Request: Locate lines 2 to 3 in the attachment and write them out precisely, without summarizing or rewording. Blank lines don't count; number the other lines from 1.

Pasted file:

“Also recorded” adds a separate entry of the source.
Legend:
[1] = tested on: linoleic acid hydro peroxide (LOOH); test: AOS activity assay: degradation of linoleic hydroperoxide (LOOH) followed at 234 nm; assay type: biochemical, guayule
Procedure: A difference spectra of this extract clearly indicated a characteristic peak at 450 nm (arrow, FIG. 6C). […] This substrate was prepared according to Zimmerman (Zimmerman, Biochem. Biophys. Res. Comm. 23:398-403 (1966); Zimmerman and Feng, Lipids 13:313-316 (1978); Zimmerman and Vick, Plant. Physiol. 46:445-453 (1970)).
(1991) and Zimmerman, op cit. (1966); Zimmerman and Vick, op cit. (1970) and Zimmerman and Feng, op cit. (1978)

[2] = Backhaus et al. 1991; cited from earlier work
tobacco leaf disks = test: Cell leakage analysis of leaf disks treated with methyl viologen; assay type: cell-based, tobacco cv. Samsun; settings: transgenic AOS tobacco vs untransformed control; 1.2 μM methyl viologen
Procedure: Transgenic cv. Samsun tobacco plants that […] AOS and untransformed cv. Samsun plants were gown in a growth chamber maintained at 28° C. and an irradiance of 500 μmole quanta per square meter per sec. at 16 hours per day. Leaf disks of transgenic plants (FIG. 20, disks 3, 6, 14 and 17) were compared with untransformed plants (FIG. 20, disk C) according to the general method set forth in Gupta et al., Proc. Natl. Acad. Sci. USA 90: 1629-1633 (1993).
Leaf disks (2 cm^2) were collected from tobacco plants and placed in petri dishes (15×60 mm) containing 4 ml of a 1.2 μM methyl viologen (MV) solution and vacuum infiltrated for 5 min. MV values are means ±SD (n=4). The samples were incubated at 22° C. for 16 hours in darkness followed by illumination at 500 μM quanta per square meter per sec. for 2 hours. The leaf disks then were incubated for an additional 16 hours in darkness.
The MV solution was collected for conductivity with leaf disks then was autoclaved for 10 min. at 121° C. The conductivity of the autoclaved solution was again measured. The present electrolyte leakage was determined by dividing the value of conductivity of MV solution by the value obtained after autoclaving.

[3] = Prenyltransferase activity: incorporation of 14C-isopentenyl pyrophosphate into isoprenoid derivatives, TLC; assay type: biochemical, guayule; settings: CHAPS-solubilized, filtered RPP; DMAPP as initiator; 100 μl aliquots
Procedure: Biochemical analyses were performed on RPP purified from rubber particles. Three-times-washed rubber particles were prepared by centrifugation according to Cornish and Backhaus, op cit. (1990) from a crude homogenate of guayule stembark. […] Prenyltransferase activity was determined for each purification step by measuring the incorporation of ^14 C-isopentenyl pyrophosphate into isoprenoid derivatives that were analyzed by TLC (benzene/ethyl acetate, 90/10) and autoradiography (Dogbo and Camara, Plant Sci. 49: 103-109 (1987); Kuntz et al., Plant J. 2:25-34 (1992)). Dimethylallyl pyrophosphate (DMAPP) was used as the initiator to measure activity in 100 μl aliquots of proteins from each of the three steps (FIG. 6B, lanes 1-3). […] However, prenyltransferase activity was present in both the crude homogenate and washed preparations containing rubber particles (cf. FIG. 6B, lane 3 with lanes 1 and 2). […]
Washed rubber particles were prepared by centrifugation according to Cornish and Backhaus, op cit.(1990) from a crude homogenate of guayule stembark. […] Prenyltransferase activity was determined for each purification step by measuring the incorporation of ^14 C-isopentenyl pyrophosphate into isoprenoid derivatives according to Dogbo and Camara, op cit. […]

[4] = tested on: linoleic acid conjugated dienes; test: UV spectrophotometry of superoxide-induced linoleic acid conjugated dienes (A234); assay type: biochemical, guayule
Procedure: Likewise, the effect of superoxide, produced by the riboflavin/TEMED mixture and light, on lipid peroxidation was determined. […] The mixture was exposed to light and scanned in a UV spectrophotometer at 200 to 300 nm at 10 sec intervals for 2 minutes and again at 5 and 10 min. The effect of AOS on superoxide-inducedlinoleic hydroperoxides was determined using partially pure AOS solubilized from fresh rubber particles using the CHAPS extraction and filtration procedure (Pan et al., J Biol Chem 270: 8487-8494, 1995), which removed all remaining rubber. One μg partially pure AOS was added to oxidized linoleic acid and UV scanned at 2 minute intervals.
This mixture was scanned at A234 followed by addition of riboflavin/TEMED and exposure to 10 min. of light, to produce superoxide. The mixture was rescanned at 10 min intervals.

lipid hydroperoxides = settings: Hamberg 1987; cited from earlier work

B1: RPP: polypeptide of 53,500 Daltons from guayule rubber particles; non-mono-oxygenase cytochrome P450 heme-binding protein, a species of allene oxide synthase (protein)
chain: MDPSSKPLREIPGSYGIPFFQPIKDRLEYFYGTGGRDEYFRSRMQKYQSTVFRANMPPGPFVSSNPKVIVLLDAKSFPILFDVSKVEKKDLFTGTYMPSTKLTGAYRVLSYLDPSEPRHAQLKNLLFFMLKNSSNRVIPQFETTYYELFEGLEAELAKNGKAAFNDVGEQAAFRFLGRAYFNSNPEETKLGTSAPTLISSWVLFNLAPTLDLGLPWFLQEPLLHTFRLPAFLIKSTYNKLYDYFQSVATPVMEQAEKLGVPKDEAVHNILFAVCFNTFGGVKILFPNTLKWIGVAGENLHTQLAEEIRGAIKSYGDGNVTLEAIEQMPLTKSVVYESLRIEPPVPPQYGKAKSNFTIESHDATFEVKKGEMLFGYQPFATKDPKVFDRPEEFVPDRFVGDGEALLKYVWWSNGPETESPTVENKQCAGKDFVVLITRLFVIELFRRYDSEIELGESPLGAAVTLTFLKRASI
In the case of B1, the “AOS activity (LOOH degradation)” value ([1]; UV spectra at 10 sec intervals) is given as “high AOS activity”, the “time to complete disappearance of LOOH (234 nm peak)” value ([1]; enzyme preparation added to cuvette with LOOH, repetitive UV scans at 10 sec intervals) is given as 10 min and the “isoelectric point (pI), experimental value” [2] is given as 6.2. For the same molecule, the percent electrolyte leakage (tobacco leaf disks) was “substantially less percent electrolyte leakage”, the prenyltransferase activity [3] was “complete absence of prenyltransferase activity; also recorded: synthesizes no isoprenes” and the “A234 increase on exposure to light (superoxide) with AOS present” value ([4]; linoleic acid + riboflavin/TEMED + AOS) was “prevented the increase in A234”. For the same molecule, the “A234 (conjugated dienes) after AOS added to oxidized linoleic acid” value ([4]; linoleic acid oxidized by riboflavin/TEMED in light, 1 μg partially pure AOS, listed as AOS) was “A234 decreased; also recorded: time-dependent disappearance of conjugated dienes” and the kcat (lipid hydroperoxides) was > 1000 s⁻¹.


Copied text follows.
Legend:
[1] = tested on: linoleic acid hydro peroxide (LOOH); test: AOS activity assay: degradation of linoleic hydroperoxide (LOOH) followed at 234 nm; assay type: biochemical, guayule